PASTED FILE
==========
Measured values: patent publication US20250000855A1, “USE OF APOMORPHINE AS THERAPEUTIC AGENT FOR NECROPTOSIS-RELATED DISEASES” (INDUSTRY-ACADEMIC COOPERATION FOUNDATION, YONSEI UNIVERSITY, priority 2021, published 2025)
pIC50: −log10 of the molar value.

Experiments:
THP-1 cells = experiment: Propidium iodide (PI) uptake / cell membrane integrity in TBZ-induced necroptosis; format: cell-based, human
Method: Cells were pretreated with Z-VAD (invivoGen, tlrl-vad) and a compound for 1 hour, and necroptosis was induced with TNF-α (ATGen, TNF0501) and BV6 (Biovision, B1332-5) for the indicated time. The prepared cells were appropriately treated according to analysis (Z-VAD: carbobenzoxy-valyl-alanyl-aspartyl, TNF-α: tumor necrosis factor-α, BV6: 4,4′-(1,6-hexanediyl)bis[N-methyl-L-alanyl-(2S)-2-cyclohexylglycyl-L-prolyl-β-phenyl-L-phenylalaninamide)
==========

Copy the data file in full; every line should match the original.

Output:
Measured values: patent publication US20250000855A1, “USE OF APOMORPHINE AS THERAPEUTIC AGENT FOR NECROPTOSIS-RELATED DISEASES” (INDUSTRY-ACADEMIC COOPERATION FOUNDATION, YONSEI UNIVERSITY, priority 2021, published 2025)
pIC50: −log10 of the molar value.

Experiments:
THP-1 cells = experiment: Propidium iodide (PI) uptake / cell membrane integrity in TBZ-induced necroptosis; format: cell-based, human
Method: Cells were pretreated with Z-VAD (invivoGen, tlrl-vad) and a compound for 1 hour, and necroptosis was induced with TNF-α (ATGen, TNF0501) and BV6 (Biovision, B1332-5) for the indicated time. The prepared cells were appropriately treated according to analysis (Z-VAD: carbobenzoxy-valyl-alanyl-aspartyl, TNF-α: tumor necrosis factor-α, BV6: 4,4′-(1,6-hexanediyl)bis[N-methyl-L-alanyl-(2S)-2-cyclohexylglycyl-L-prolyl-β-phenyl-L-phenylalaninamide)